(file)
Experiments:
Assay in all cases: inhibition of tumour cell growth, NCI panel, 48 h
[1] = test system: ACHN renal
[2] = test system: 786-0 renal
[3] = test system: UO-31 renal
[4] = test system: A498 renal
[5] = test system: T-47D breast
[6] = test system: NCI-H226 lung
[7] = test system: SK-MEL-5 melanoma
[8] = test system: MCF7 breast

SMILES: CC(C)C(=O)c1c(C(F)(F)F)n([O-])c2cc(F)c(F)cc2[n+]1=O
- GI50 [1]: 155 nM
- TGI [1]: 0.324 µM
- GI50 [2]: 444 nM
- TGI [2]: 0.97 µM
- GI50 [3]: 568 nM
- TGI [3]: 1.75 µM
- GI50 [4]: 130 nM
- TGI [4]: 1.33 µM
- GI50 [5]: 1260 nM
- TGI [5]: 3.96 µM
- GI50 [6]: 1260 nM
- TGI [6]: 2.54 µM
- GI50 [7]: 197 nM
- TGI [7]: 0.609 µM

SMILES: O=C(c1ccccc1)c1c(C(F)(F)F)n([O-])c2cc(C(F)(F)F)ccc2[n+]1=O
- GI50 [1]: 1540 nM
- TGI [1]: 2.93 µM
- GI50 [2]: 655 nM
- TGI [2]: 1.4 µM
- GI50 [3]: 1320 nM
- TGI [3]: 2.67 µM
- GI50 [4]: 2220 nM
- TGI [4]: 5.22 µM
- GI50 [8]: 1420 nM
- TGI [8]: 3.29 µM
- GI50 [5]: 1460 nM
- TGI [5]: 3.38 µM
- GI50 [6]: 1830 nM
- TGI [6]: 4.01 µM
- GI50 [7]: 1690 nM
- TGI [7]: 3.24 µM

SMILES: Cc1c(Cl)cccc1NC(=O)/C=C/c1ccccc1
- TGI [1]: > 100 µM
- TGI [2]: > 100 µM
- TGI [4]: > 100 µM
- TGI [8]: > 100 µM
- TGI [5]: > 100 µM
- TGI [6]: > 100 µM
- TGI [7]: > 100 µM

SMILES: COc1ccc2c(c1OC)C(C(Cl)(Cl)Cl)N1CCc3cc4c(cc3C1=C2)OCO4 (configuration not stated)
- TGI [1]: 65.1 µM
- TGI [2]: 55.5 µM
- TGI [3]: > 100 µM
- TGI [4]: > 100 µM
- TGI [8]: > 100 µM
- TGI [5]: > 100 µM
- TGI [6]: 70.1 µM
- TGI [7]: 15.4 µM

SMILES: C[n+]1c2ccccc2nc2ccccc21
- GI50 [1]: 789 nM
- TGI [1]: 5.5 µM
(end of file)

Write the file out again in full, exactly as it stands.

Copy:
Experiments:
Assay in all cases: inhibition of tumour cell growth, NCI panel, 48 h
[1] = test system: ACHN renal
[2] = test system: 786-0 renal
[3] = test system: UO-31 renal
[4] = test system: A498 renal
[5] = test system: T-47D breast
[6] = test system: NCI-H226 lung
[7] = test system: SK-MEL-5 melanoma
[8] = test system: MCF7 breast

SMILES: CC(C)C(=O)c1c(C(F)(F)F)n([O-])c2cc(F)c(F)cc2[n+]1=O
- GI50 [1]: 155 nM
- TGI [1]: 0.324 µM
- GI50 [2]: 444 nM
- TGI [2]: 0.97 µM
- GI50 [3]: 568 nM
- TGI [3]: 1.75 µM
- GI50 [4]: 130 nM
- TGI [4]: 1.33 µM
- GI50 [5]: 1260 nM
- TGI [5]: 3.96 µM
- GI50 [6]: 1260 nM
- TGI [6]: 2.54 µM
- GI50 [7]: 197 nM
- TGI [7]: 0.609 µM

SMILES: O=C(c1ccccc1)c1c(C(F)(F)F)n([O-])c2cc(C(F)(F)F)ccc2[n+]1=O
- GI50 [1]: 1540 nM
- TGI [1]: 2.93 µM
- GI50 [2]: 655 nM
- TGI [2]: 1.4 µM
- GI50 [3]: 1320 nM
- TGI [3]: 2.67 µM
- GI50 [4]: 2220 nM
- TGI [4]: 5.22 µM
- GI50 [8]: 1420 nM
- TGI [8]: 3.29 µM
- GI50 [5]: 1460 nM
- TGI [5]: 3.38 µM
- GI50 [6]: 1830 nM
- TGI [6]: 4.01 µM
- GI50 [7]: 1690 nM
- TGI [7]: 3.24 µM

SMILES: Cc1c(Cl)cccc1NC(=O)/C=C/c1ccccc1
- TGI [1]: > 100 µM
- TGI [2]: > 100 µM
- TGI [4]: > 100 µM
- TGI [8]: > 100 µM
- TGI [5]: > 100 µM
- TGI [6]: > 100 µM
- TGI [7]: > 100 µM

SMILES: COc1ccc2c(c1OC)C(C(Cl)(Cl)Cl)N1CCc3cc4c(cc3C1=C2)OCO4 (configuration not stated)
- TGI [1]: 65.1 µM
- TGI [2]: 55.5 µM
- TGI [3]: > 100 µM
- TGI [4]: > 100 µM
- TGI [8]: > 100 µM
- TGI [5]: > 100 µM
- TGI [6]: 70.1 µM
- TGI [7]: 15.4 µM

SMILES: C[n+]1c2ccccc2nc2ccccc21
- GI50 [1]: 789 nM
- TGI [1]: 5.5 µM